Russian Bombers
Russian Air Force Su-34 fighter-bombers take part in a military parade during celebrations marking Belarus Independence Day in Minsk, July 3, 2014. Reuters

Russia will extend its long-range bomber patrol missions into the Gulf of Mexico, Defense Minister Sergei Shoigu said Wednesday. The announcement marks the latest escalation in tensions between Russia and the West.

“In the current situation we have to maintain military presence in the western Atlantic and eastern Pacific, as well as the Caribbean and the Gulf of Mexico,” the statement said, according to the Associated Press. Russia’s bombers will also patrol north of its territory over the Arctic Ocean.

Similar bomber patrols were conducted over the Atlantic and Pacific until the end of the Cold War, when Russia was forced to curtail its military budget. President Vladimir Putin reinstituted the patrols.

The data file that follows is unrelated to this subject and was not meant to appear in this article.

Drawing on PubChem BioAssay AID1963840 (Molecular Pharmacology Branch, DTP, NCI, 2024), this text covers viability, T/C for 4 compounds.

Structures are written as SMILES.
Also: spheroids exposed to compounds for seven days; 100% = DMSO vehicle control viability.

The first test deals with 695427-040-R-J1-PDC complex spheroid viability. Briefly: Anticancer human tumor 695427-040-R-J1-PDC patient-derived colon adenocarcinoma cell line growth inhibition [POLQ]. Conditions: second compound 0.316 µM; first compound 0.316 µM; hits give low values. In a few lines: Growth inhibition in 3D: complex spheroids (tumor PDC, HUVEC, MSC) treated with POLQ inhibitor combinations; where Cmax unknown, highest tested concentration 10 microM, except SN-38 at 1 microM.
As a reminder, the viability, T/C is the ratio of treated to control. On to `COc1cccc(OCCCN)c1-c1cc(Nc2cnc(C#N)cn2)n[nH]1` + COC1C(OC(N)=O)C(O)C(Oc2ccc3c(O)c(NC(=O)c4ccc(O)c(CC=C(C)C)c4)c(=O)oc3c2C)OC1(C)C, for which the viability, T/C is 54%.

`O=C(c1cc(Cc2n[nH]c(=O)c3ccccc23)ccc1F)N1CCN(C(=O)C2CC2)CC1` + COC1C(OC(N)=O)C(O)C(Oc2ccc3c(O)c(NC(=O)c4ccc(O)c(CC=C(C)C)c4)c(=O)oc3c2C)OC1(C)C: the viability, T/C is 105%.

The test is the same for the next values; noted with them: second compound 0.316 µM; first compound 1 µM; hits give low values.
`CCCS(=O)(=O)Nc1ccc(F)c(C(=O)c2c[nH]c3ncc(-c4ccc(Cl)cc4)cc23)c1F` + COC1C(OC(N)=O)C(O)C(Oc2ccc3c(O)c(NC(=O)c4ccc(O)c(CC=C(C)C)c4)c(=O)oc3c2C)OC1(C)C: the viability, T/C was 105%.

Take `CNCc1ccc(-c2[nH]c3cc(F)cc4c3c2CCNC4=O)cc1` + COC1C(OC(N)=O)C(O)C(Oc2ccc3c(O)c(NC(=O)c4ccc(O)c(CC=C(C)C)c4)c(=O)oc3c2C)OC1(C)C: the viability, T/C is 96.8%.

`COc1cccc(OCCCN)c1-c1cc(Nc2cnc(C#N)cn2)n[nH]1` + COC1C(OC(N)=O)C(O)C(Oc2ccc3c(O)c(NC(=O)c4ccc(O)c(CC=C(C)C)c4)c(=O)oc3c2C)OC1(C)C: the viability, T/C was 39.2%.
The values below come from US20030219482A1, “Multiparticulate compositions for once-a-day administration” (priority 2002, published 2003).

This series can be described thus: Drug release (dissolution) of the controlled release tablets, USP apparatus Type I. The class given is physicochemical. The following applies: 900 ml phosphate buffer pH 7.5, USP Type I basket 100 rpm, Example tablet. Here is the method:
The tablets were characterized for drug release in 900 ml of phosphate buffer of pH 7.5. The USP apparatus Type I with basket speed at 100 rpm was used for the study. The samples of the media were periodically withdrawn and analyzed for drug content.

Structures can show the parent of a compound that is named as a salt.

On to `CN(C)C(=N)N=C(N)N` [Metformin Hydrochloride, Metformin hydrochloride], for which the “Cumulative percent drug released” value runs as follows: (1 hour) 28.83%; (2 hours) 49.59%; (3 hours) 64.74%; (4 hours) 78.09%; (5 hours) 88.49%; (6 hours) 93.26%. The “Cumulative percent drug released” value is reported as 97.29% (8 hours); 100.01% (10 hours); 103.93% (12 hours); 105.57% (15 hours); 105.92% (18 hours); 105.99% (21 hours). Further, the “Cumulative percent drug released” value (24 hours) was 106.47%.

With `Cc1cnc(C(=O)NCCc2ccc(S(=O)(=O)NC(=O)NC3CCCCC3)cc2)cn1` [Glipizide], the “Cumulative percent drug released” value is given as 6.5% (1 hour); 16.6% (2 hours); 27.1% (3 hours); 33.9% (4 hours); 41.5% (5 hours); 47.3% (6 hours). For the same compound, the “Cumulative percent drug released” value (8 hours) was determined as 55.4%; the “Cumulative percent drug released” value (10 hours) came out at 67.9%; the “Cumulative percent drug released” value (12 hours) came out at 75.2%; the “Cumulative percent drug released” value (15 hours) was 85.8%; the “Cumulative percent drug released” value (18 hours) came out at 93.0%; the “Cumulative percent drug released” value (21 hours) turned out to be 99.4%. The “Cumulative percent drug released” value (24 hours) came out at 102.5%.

The statement was released hours after NATO’s top commander, U.S. Gen. Philip Breedlove, accused Russia of military aggression in Ukraine in recent days. “Russian tanks, Russian artillery, Russian air defense systems and Russian combat troops,” were seen in the war-torn Eastern European nation, he said, according to the BBC.

"As to their intent, I'm not sure. My strategic team believes that there is a possibility that, as you know, this pocket of separatist Russian-backed forces and Russian forces in the east of Ukraine - it's not a very contiguous pocket. There are lines of communications that are interrupted. There are airports that are not held by the Russian-backed forces, etc.,” Breedlove said. “And so it is our first guess that these forces will go in to make this a more contiguous, more whole and capable pocket of land in order to then hold on to it long term.”

A Russian Defense Ministry official, Gen.-Maj. Igor Konashenkov, denied Wednesday that the military was present in eastern Ukraine, Reuters reports. He said “there was and is no evidence” to back up NATO’s accusation.